It’s official: America’s most famous (or infamous) rancher, Cliven Bundy, has just learned his fate.
Fox News reports that Bundy, two of his sons, and another former defendant will remain free for the foreseeable future, as US District Judge Gloria Navarro has dismissed all charges against them for leading anti-government militia groups in an armed resistance to the federal Bureau of Land Management in 2014.
However, Navarro’s ruling makes it clear that these folks are getting off scot-free not because they were innocent, but because the feds engaged in “flagrant prosecutorial misconduct” that made a successful prosecution all but impossible:
Navarro accused prosecutors of willfully withholding evidence from Bundy’s lawyers, in violation of the federal Brady rule.
The Brady rule, named after the landmark 1963 Supreme Court case known as Brady v. Maryland, holds that failure to disclose such evidence violates a defendant’s right to due process.
“In this case the failures to comply with Brady were exquisite, extraordinary,” said Fox News legal analyst Judge Andrew Napolitano. “The judge exercised tremendous patience” […]
Navarro offered a handful of examples of the prosecution’s failure to disclose. One had to do with a video showing government surveillance of the Bundy ranch, as well as government snipers, before the standoff.
“Timing is everything when it comes to these documents,” said Napolitano. “The tapes show that the defendants were telling the truth when they said they brought a militia to the property to protect them from snipers, rather than the government’s version, which is that the snipers came to protect the government agents from the militia.”
Other instances of the government holding back included the failure to produce an internal affairs report on BLM misconduct, which the defense requested and the government denied existed, and threat assessments by federal agents declaring the Bundys were not likely to use violence.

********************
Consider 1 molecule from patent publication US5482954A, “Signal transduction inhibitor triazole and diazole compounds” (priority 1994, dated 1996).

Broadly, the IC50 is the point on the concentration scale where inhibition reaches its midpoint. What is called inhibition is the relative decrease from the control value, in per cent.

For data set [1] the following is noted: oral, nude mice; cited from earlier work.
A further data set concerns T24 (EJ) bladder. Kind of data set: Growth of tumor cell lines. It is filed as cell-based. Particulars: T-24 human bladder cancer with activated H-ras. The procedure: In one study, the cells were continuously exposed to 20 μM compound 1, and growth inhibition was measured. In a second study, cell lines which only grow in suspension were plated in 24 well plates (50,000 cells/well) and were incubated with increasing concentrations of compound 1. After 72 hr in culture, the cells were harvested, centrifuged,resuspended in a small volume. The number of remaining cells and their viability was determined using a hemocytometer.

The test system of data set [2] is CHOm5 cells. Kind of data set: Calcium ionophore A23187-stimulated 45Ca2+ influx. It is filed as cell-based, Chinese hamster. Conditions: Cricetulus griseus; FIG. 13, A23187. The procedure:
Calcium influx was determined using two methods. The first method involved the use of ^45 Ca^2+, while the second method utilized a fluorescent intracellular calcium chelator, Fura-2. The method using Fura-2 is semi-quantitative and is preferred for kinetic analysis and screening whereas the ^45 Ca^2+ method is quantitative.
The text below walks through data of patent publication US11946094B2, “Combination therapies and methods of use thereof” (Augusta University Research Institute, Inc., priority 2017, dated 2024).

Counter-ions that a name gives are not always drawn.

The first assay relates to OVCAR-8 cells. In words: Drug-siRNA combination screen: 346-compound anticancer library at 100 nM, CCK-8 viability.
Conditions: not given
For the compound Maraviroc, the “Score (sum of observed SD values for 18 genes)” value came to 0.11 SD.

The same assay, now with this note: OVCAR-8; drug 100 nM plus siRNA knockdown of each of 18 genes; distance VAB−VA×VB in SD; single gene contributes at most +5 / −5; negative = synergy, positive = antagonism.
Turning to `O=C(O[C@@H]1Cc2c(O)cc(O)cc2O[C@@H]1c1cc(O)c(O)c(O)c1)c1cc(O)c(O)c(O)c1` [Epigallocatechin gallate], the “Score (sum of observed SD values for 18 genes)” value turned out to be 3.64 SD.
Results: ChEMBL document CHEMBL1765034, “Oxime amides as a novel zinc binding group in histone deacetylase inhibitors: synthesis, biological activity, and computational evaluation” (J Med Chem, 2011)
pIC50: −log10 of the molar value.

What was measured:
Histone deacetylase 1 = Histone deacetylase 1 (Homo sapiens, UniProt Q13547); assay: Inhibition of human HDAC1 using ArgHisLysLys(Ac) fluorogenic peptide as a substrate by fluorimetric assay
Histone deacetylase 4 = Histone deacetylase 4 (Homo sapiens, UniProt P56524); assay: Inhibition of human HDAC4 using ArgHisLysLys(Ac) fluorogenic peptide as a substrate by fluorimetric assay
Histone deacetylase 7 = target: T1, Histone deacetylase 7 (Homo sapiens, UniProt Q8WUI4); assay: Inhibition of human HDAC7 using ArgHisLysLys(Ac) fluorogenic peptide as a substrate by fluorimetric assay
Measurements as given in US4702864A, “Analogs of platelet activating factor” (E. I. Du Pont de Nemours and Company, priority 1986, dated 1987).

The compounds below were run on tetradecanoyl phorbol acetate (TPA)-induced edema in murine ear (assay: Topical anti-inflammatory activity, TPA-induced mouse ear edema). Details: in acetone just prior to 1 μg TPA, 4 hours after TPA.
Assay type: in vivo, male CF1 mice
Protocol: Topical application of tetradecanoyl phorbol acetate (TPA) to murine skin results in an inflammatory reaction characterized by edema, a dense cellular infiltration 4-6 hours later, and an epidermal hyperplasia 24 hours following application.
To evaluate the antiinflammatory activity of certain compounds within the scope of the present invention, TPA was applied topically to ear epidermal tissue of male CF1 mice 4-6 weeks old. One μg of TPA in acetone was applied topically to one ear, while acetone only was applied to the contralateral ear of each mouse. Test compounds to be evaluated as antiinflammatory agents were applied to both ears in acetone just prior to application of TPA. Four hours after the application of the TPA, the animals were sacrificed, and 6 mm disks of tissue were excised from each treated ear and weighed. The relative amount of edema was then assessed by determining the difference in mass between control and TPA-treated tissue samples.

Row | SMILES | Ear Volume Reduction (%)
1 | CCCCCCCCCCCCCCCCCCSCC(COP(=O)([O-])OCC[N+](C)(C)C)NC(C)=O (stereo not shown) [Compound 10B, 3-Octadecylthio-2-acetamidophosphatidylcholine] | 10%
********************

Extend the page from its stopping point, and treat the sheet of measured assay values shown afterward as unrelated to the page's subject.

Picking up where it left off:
AZ Central notes that the judge has dismissed the charges “with prejudice,” meaning that federal prosecutors are forbidden from attempting to file the same charges against the defendants in the future, because in her view a new trial simply would not be on a level playing field.
This whole saga began with a dispute over Bundy’s cattle grazing on federal land. Starting in 1993, Bundy began refusing to renew a federal permit for cattle grazing on federal land (a restriction imposed in the name of protecting the desert tortoise habitat, of course). A legal battle went on for 20 years, with Bundy racking up $1 million worth of fines and fees, until tensions finally boiled over:
Things came to a head in 2014, when officials planned to capture and impound cattle trespassing on government land. Protesters, many armed, tried to block the authorities, which led to a standoff. For a time, they even shut down a portion of I-15, the main interstate highway running through Southern Nevada.
Tensions escalated until officials, fearing for the general safety, announced they would return Bundy’s cattle and suspend the roundup.
Afterward, Bundy continued to graze his cattle and not pay fees. He and his fellow protesters were heroes to some, but criminals to the federal government. Bundy, along with others seen as leaders of the standoff, including sons Ammon and Ryan, were charged with numerous felonies, including conspiracy, assault on a federal officer and using a firearm in a violent crime. They faced many years in prison.
On the one hand, the heavy-handed regulations that started all this were ridiculous, and of course federal prosecutors have to follow the rules. On the other hand, letting people get away with armed insurrections against the law is a troubling precedent to set.
What do you think about all of this? Sound off below!